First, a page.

Film for the Reagan era
By the same reasoning, "Star Wars" was the perfect movie for the mid-'70s, as Americans and others prepared for the Reagan years by retreating to conservative attitudes. Drawing its energy from low-cost quickies of bygone decades, it looked back fondly on a nostalgic past when movies carved clear, unambiguous lines between the very things that '60s pictures wove into realistically complex tapestries - from nuances of behavior and personality to bedrock conceptions of the good, the bad, and the ugly.
Lucas consciously intended "Star Wars" and its offspring to have a positive effect on society - claiming, for example, that including a few subtitles would make young viewers more enthusiastic about learning to read. In the conservative climate that continues today, many observers agree that his tradition-oriented approach turned Hollywood in a healthier direction than the alternatives posed by such '60s and '70s hits as Sam Peckinpah's bloody "The Wild Bunch," or Robert Altman's sardonic "Nashville," or even Mike Nichols's satiric "The Graduate," which is also due for a celebratory revival this year.
Like the Force, however, the "Star Wars" phenomenon has a dark side. In storytelling terms, Lucas's emphasis on action puts a low premium on thoughtful or contemplative scenes, distracting attention from the philosophical moments that do occur at times. In cinematic terms, his insistence on fast editing and continuous movement is as damaging to attention spans as the most manipulative TV shows. In acting terms, his affection for largely nuance-free performances made this one of the rare top-of-the-chart hits that didn't propel new talents to immediate stardom; even Harrison Ford didn't become a name to conjure with until the Indiana Jones series and more grown-up pictures like "Blade Runner" and "Witness" years later.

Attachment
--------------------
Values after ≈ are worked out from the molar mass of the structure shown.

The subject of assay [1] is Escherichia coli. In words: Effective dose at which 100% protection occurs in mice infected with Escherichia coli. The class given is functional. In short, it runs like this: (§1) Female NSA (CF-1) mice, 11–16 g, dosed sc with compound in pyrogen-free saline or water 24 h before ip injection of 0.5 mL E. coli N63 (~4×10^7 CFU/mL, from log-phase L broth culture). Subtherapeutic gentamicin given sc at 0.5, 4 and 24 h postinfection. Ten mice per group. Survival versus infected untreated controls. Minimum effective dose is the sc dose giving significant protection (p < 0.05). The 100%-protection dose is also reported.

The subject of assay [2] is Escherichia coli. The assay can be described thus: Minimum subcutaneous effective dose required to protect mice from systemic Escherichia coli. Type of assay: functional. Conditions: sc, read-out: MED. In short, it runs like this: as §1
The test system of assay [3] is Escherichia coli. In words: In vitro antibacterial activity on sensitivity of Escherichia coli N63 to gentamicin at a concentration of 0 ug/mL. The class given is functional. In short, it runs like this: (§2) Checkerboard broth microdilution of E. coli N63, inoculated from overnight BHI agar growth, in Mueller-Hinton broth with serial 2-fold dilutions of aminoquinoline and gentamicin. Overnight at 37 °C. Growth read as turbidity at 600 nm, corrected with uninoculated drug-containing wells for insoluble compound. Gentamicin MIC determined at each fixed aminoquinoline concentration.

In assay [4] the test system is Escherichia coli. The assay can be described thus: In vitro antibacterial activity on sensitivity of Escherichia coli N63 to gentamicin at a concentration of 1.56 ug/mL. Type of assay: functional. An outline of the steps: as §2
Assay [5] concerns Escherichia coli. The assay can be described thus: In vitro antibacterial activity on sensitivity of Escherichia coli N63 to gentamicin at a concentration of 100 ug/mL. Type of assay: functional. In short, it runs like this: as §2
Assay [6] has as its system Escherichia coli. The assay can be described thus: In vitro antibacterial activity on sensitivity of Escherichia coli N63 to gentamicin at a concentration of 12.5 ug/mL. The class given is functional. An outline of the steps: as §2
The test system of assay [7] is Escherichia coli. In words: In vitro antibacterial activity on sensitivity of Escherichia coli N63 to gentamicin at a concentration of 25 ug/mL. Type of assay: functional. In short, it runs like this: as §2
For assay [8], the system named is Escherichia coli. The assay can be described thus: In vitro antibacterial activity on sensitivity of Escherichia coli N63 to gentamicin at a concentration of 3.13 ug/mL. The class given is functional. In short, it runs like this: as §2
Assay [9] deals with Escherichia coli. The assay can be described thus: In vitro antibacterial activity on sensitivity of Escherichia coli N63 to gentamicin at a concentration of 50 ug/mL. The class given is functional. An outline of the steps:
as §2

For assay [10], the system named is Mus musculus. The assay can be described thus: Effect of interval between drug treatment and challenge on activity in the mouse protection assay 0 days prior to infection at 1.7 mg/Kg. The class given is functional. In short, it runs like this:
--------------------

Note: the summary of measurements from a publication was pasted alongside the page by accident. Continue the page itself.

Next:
In economic terms, the movie's blitz of "action figures" and other spinoff commodities started a new epoch in film-related marketing, turning every possible element (including the journalism surrounding the picture) into a tool for spreading its name and creating a "must-see" buzz. It also made Hollywood executives less patient with releases that don't promise giant-sized returns on their investments.
And in moral terms, the frequent violence and bloodless killing throughout the series - at one point in "Star Wars" an entire planet is destroyed, marking a new high in Hollywood body counts - touched off a major wave of high-tech movie mayhem. Lucas's violence is far less gory than the death and destruction found in many other films, but this very "tastefulness" is seen by some critics as dangerous, since it separates antisocial acts from their hurtful consequences.
Such analyses matter little to the zillions of fans who have savored "Star Wars" and its offspring. As shapers and reflectors of the American cultural scene - and of world culture, since Hollywood movies are still the most popular around the globe - their impact is unsurpassed by any other event in modern cinema.
Since most younger viewers have made their acquaintance on TV, their reappearance in movie houses will be most beneficial if audiences are reminded that home-video technology provides only a pale shadow of the eye-filling splendor that full-scale movie spectacles are meant to provide.
Beyond this, let the Force sweep over us once again - and let debates about the underlying values of the trilogy continue with enough vigor to compete with the movies themselves.